Life on a ship in the 1850s was neither democratic nor easy. The captain made the rules and punishments were fierce. In the same 12-month span, fantastic murders occurred on two Maine ships – the Albion Cooper and the Theresa – but the outcomes were very different.
The Albion Cooper Mutiny
The Albion Cooper case involved the seven-man crew of the brig Albion Cooper. The vessel’s home port was in Maine, but the trouble on the ship occurred in Cuba. There, two members of the crew – Abraham Cox and Peter Williams – mutinied.
Williams had been held in irons for fighting with the first mate, and he persuaded Cox, the ship’s cook, to participate in his revenge scheme. The captain and four crewmen were hacked to death with an ax and tossed overboard. A fifth member of the crew, Thomas Fahey, had agreed to join the mutineers rather than face the same fate as the rest of the crew.
It soon became clear that the ship was too much for the three men to handle, so they plundered it, set it afire and hopped in a life boat in September of 1857. After harrowing nights at sea, during which Williams was plagued by visions of the men he had killed, the men were rescued. Fahey quickly explained what had happened, and Cox and Williams soon confessed.
Cox, from Kennebunkport, had been driven to plot the mutiny by the torments of the crew. Standing on the gallows in Auburn, Maine in front of a crowd of thousands who had come to witness his execution, Cox declared: “If this jail and that courthouse were a lump of gold, and were mine, I would give it, could it deliver me from having done what I did.”
Williams, who was executed on the same scaffold moments later, shouted that he had been forgiven for his murders by an angel who visited him. “I have killed them. I killed all four of them myself,” he said, and he was hanged.
Murder on the Theresa
The story of the Theresa, of Richmond, Maine, was almost the exact opposite, but gruesome nonetheless. Captain John Holmes of Newcastle, Maine ran a tight ship. He had served as master on more than one vessel. The voyage of the Theresa took him to Brazil. On the return trip, a sailor – George Chadwick – defied Holmes’ order to stand watch.
Holmes was not a man to be defied, especially when he was drunk – which he frequently was. He had Chadwick stripped and tied in the main rigging. “The law says I shall not flog this man, but I say I will. He has refused duty at the wheel.”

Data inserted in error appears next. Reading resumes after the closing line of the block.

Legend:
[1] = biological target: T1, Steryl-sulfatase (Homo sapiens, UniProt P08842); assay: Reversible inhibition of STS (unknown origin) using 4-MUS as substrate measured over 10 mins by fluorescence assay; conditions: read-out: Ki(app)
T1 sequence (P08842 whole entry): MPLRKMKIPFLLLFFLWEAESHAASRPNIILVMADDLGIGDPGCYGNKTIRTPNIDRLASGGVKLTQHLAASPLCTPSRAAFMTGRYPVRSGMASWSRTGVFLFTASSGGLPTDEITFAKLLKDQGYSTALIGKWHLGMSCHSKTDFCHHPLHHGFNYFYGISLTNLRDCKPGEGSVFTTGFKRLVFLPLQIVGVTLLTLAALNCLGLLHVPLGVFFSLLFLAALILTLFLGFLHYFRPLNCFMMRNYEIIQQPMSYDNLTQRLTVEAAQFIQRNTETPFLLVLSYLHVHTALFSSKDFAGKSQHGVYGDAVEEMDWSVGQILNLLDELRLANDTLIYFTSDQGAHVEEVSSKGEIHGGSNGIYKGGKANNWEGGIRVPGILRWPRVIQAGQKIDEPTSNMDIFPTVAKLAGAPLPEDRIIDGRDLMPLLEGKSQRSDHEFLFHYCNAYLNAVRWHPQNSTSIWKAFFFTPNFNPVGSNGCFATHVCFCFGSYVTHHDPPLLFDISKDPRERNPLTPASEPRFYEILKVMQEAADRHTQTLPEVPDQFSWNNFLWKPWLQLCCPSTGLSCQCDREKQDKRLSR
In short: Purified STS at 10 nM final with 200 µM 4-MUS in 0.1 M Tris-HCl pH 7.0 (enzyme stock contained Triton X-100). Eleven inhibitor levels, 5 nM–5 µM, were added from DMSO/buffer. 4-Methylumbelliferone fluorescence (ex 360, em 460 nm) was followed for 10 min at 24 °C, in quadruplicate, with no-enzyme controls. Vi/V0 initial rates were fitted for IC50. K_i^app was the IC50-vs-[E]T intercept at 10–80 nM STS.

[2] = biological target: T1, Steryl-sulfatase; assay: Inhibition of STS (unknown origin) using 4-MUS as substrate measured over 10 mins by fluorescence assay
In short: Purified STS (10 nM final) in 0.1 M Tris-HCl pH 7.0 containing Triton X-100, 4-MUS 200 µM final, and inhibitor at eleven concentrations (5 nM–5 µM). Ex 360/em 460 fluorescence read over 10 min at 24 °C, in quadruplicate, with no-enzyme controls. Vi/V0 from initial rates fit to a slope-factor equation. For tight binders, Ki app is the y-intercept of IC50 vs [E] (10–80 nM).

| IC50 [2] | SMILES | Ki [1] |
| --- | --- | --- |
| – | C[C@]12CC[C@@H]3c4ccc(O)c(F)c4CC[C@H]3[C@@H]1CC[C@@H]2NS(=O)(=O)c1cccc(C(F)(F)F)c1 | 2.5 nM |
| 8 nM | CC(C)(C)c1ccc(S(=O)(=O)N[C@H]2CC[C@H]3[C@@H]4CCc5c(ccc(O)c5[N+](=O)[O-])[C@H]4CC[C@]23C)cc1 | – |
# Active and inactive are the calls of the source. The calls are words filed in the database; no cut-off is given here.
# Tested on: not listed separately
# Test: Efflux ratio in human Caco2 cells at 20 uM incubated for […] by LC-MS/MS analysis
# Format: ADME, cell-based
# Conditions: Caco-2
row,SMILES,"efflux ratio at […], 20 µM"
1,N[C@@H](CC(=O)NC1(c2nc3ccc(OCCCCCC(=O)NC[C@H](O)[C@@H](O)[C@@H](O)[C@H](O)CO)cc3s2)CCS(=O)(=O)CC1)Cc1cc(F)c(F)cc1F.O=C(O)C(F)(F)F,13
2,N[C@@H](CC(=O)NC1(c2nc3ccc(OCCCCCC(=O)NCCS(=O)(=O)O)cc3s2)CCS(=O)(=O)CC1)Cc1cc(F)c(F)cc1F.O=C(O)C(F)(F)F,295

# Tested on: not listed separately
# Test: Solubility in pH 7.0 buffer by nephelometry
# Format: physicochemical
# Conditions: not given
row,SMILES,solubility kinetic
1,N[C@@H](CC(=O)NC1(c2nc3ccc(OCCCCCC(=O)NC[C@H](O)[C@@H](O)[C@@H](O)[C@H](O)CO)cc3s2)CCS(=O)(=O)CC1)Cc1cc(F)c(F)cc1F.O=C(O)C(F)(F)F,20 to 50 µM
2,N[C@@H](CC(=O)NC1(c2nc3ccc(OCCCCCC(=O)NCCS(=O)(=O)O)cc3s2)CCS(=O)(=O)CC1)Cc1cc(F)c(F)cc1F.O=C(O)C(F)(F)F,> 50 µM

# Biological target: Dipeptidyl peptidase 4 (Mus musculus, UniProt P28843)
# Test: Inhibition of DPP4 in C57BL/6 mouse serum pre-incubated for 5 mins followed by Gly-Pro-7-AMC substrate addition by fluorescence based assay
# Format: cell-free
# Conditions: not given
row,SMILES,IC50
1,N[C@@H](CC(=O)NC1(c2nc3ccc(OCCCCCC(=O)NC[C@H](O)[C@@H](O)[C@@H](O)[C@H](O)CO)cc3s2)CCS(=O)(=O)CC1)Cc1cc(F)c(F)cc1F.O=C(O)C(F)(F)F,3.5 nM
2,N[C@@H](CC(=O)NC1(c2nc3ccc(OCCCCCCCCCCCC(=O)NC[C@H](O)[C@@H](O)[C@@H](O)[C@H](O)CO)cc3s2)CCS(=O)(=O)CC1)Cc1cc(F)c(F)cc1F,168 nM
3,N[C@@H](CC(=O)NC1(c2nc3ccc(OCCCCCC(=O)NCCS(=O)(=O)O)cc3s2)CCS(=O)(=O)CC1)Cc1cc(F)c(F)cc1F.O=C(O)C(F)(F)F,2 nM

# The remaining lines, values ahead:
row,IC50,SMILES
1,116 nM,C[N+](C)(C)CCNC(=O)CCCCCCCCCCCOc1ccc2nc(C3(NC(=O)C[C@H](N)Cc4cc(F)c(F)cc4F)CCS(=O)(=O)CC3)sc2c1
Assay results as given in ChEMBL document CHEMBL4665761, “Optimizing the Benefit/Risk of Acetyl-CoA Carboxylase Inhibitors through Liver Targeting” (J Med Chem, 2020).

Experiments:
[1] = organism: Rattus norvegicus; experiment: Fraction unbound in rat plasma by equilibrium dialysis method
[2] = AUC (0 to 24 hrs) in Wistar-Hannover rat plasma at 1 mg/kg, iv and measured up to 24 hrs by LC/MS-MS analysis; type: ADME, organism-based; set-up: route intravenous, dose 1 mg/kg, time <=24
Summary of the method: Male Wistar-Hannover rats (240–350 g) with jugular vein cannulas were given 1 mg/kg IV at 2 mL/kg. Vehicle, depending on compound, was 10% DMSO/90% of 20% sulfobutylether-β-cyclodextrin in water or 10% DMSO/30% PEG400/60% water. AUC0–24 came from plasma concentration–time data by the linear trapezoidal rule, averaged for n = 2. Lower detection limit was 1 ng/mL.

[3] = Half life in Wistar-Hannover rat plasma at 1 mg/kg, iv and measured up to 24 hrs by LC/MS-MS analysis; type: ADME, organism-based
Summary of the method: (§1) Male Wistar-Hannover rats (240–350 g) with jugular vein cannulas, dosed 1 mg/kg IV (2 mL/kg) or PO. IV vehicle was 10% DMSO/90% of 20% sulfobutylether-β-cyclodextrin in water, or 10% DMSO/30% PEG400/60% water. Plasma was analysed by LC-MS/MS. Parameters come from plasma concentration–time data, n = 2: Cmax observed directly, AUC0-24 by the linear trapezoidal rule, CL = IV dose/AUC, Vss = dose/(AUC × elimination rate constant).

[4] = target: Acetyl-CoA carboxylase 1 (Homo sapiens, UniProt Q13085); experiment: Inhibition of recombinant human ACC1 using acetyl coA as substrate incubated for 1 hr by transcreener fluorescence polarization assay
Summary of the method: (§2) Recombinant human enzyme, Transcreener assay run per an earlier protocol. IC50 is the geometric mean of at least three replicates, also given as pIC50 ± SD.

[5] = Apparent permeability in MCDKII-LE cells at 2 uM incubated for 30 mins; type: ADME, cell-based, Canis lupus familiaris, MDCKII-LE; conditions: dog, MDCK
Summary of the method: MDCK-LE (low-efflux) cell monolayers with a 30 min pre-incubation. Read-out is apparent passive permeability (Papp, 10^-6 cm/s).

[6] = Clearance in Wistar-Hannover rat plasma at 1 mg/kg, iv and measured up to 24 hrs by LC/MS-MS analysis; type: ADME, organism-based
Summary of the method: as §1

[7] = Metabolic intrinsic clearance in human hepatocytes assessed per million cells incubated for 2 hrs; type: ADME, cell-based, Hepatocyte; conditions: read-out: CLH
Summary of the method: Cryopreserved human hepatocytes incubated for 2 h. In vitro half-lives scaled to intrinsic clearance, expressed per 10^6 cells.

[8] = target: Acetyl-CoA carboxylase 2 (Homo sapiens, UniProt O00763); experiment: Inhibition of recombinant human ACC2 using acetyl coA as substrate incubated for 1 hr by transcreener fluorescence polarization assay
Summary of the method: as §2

Holmes beat Chadwick with a cord and then a belaying pin – a club-like device designed to secure the rigging on a ship. Chadwick begged the captain not to kill him, and Holmes replied he would “kill him on the spot if didn’t stop his damned noise.” When Chadwick was lowered from the rigging he was dead.
When the ship pulled in to New York, Holmes was arrested. There was little doubt about what happened, and he was shipped to Wiscasset, Maine. But he wasn’t sent to rot in a jail, as Cox and Williams had been. He was taken to the insane asylum at Augusta and began planning a defense.
Holmes had for his lawyer George Evans, a former U.S. Senator and an able defense lawyer. Given the totality of the evidence against his client, Evans chose his only option. He would claim that Holmes was not merely drunk when he killed Chadwick, he was insane.
The prosecution was unrelenting in painting Holmes as a sadistic drunk: “That criminal sitting there,” the prosecutor said at trial, “from the time that the ship left Pernambuco until she arrived at New York, made that ship’s deck a hell.”
The court did not buy the insanity defense and sentenced Holmes to hang.
The newspaper Bath Times published an editorial: The affair furnishes a terrible lesson to shipowners, calling upon them to be more careful in the selection of masters to hold in their hands to so great an extent the lives and well-being of the crew under their charge.”
Only the president of the United States could halt the execution, and the newspaper noted that seemed unlikely, given recent events: